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PHOTOS: Crews pluck 3 illegal aliens from top of 30-foot barrier at U.S.-Mexico border

San Diego Fire Department had to use their ladder truck to rescue three illegal immigrants stuck atop the 30-foot border wall in the dense fog. on Jan. 5, 2020. (Customs and Border Protection/Released)

Rescuers plucked three people from atop the 30-foot-tall border barrier near Otay Mesa early Sunday, after they got stuck while trying to illegally cross the U.S.-Mexico border, Border Patrol officials said Tuesday.

Border Patrol agents spotted the three hanging from the barrier — which was wet and slippery in dense fog — about two miles east of the Otay Mesa border crossing just after midnight, the agency said in a news release Tuesday.

A photo provided by the agency shows the threesome clinging on to the top of the barrier, their legs dangling.

The trio — two women and a man — was found atop the second of two parallel barriers on the U.S. side of the border.

San Diego Fire Department had to use their ladder truck to rescue three people in the dense fog. (Customs and Border Protection/Released)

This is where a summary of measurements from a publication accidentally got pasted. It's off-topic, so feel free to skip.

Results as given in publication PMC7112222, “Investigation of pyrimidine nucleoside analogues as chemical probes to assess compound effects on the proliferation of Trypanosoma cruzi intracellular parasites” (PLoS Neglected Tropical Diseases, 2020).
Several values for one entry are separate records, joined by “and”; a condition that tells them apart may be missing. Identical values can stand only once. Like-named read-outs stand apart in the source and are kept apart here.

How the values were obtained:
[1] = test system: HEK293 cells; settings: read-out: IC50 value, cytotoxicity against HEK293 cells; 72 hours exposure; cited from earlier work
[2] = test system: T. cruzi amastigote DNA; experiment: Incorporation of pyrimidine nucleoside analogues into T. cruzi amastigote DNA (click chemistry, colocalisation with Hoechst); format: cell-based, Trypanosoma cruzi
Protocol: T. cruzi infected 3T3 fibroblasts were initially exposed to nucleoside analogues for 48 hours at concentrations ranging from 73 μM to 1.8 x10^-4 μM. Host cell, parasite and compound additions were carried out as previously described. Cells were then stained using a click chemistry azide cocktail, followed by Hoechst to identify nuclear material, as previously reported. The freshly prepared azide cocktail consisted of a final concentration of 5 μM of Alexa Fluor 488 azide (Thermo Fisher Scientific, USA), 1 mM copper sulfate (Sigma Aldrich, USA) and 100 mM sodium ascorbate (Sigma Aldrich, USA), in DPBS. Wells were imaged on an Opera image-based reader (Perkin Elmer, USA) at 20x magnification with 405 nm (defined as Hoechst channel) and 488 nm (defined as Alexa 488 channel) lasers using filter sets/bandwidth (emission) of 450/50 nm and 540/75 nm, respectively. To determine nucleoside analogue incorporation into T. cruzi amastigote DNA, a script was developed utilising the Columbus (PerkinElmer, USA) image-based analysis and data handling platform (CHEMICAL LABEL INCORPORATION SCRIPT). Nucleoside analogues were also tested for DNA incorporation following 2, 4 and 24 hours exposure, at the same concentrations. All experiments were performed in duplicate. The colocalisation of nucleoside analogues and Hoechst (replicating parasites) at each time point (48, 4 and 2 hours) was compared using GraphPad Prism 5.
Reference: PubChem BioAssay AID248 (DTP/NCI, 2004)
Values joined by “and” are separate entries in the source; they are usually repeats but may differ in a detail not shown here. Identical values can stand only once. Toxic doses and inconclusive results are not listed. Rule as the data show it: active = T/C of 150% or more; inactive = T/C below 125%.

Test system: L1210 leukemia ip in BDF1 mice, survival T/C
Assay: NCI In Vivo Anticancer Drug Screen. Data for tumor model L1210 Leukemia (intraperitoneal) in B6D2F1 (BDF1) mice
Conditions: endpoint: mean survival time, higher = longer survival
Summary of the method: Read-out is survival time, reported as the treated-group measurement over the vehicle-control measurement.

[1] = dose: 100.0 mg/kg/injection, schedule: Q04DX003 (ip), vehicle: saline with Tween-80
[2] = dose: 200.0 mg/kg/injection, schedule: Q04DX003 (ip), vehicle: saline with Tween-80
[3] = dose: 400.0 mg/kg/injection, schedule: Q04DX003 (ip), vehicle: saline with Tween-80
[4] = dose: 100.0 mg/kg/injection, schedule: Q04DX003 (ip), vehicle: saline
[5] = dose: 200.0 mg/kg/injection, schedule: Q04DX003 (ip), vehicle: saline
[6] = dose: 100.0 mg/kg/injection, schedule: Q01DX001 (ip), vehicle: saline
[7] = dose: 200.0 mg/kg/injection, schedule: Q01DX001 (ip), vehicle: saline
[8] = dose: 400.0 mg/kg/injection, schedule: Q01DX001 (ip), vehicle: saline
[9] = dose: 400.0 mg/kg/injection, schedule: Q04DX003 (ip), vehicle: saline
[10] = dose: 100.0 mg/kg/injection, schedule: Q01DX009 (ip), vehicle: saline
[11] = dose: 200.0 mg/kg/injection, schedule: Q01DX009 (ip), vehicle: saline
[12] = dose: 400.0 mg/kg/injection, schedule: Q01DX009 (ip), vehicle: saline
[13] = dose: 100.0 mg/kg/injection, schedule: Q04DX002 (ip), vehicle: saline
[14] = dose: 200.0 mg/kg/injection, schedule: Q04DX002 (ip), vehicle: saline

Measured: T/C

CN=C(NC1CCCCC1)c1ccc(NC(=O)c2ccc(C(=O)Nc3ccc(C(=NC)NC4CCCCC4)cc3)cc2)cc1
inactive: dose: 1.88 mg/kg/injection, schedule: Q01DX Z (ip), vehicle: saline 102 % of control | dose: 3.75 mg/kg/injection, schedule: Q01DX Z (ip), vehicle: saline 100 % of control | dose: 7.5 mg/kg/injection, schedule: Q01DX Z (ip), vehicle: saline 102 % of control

Closest to the border is an 18-foot-tall barrier, replaced over the last year or so. About a 150 feet north is the second and taller barrier, where the trio was stuck. That section of barrier was also recently replaced, and is part of a stretch that will run 14 miles inland from the Pacific Ocean, Agent Jarred Decker said.

It’s not entirely clear how the trio made it up the 30-feet steel bollard-type barrier, designed with posts so close that no one can pass through them. The agency said smugglers had abandoned the threesome.

Border Patrol agents called the San Diego Fire-Rescue Department to help get the three people down. Fire crews were able to reach them with a ladder.

The trio were made of up an 18-year-old woman, a 20-year-old woman and a 36-year-old man. All were from Mexico, the agency said, and all had illegally crossed the border.

“These three were very fortunate to not have fallen from the top of the wall which could have resulted in serious injury or death,” San Diego Sector’s Acting Chief Patrol Agent Aaron Heitke said in the news release. “These dangers are not important considerations to smugglers, who place an emphasis on profits over safety.”


© 2020 The San Diego Union-Tribune